Loyola Student Dispatch

Bringing Breaking News to Loyola University Chicago

Loyola Chemistry/Biochemistry gets $2.5 million grant

Posted by abailey2015 on November 25, 2012

By Audrey Bailey

Loyola University Chicago’s Department of Chemistry and Biochemistry has received its largest single donation in its history.

Early this fall, Loyola’s Department of Chemistry and Biochemistry received a $2.5 million donation from the late Robert R. Otremba. This fund will be directed toward chemistry graduates and undergraduates in need of financial assistance.

Otremba was named Alumnus of the Year around the same time of his passing, according to Jason Osborn, 40, director of development for the College of Arts and Sciences.

“He (Otremba) was never able to reach out to us personally, however, he was named the Alumnus of the Year for biochemistry in 2010,” Osborn said.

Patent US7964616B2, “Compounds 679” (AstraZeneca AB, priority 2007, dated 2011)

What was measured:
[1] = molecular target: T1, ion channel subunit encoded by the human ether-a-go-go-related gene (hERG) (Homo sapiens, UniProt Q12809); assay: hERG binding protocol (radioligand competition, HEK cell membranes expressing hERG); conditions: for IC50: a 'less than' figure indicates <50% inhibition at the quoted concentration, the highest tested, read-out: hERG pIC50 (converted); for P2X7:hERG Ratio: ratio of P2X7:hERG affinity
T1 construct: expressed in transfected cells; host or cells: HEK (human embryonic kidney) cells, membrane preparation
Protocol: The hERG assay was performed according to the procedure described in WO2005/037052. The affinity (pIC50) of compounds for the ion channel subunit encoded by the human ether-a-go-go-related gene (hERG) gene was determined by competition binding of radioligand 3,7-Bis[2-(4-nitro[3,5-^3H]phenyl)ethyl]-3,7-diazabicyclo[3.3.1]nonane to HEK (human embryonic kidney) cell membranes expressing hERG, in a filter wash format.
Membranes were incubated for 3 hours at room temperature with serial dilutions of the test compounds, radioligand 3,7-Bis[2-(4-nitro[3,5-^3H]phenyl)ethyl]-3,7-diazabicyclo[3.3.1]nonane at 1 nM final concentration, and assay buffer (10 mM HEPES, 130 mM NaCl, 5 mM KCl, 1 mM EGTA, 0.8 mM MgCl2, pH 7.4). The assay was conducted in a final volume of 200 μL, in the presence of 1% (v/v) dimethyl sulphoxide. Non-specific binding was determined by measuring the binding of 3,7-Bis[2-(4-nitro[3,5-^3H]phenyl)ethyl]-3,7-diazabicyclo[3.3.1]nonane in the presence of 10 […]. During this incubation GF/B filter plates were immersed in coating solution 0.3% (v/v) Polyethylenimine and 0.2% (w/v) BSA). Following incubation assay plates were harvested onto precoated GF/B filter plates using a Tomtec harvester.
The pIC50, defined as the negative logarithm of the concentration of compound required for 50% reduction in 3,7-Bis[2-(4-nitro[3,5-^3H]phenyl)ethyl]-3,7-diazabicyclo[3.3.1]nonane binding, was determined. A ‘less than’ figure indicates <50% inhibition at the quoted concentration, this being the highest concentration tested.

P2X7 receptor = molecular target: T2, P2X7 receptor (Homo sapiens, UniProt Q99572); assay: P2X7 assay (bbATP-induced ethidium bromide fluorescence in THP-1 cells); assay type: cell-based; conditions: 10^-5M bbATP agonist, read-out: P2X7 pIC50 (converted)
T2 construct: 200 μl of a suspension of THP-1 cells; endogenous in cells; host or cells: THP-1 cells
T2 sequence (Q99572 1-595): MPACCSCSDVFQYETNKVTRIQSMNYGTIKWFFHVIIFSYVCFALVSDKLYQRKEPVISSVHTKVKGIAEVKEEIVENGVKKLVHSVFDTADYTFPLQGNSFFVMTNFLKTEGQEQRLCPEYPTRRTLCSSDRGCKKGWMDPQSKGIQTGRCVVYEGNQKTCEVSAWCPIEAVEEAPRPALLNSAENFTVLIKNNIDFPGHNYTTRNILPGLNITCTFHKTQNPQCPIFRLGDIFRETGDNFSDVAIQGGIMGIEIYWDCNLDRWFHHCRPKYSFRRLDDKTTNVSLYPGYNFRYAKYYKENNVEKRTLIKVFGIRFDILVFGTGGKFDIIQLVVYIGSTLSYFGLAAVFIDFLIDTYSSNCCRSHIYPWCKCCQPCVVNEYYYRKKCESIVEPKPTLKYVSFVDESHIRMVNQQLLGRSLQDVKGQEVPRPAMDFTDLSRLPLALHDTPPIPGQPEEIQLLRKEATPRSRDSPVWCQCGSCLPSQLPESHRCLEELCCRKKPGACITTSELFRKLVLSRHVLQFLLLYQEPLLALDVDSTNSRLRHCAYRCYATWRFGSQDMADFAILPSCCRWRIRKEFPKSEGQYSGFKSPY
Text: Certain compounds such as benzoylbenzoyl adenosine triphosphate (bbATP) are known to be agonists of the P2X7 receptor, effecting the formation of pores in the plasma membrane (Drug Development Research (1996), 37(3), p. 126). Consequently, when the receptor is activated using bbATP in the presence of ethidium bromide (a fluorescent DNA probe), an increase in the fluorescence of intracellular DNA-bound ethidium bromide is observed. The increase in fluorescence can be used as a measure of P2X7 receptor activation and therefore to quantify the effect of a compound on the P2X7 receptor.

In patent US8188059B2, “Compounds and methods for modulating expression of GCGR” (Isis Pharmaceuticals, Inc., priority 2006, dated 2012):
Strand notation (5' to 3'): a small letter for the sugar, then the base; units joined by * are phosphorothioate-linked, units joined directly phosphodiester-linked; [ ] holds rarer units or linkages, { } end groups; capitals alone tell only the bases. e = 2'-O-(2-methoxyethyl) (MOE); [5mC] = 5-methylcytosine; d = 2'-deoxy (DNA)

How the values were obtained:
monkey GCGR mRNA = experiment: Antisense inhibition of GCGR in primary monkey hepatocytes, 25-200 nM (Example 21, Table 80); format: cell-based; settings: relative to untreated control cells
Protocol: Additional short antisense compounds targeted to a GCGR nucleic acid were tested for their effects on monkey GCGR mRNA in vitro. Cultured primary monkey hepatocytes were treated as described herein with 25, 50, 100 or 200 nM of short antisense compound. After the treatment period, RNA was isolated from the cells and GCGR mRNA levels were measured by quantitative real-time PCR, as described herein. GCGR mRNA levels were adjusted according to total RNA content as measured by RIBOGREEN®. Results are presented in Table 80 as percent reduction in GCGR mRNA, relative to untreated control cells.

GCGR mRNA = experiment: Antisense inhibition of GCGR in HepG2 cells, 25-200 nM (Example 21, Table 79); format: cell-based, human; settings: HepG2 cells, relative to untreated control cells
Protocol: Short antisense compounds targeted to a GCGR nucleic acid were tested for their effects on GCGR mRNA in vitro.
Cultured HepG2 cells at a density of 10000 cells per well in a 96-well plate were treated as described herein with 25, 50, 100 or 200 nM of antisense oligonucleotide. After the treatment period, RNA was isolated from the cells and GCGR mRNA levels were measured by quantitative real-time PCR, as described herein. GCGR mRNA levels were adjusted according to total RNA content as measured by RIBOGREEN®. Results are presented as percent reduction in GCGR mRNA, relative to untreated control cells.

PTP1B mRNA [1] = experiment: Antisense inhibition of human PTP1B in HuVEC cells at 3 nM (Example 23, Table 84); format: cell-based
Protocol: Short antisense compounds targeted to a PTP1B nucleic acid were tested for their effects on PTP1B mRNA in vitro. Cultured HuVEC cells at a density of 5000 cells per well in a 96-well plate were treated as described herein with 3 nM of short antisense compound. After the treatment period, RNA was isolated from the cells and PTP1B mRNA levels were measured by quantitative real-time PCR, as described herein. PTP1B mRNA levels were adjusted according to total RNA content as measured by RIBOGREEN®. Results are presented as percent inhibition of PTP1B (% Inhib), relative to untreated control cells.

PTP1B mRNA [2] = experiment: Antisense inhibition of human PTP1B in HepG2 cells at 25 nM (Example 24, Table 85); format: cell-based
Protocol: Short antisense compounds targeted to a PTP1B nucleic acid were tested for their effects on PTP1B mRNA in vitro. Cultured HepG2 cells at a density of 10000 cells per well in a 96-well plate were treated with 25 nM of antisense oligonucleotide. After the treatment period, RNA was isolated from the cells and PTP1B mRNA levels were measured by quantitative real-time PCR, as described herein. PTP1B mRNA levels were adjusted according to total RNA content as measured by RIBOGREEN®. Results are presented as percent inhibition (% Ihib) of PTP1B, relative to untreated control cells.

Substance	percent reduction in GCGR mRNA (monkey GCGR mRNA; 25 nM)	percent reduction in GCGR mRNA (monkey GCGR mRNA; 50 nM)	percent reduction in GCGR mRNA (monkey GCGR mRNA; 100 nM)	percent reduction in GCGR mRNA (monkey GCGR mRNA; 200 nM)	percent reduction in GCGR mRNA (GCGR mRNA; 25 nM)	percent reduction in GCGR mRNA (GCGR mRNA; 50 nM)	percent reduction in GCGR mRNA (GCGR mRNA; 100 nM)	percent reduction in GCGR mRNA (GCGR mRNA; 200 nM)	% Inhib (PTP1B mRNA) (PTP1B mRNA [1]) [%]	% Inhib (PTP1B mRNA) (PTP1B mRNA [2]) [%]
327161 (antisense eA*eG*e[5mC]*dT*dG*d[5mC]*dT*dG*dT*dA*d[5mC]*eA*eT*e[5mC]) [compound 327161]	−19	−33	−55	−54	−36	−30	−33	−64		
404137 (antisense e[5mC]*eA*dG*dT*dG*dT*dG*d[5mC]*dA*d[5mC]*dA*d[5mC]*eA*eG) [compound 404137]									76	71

A scholarship recipient himself, Otremba received both his BS in Chemistry in 1948, and his MS in Chemistry in 1963 from Loyola University Chicago. He served in World War II, and then went on to become a research chemist for Nalco Chemical for more than 30 years, in addition to his role as a part-time teacher at local junior colleges in Chicago. Otremba was named Chemistry Alumnus of the Year in 2010 by Loyola’s chemistry department.

Otremba passed away on June 30, 2010 at the age of 83.

Osborn believes that these funds will be crucial to bringing the Chemistry department to the forefront at Loyola and possibly gaining national or even international recognition.

“The thing that is great about this is that it’s for chemistry graduate and undergraduate students,” Osborn said.

In accord, this donation can be directed toward bringing the most eligible and intelligent students to Loyola’s chemistry department.

“We can bring the best and brightest students; we now have the capacity to do that,” Osborn said.

Overall, Osborn wants to stress the significance this donation has for the future of Loyola students in this field.

“This gift is key for scholarships. It could be the impetus to make students come here,” Osborn said.

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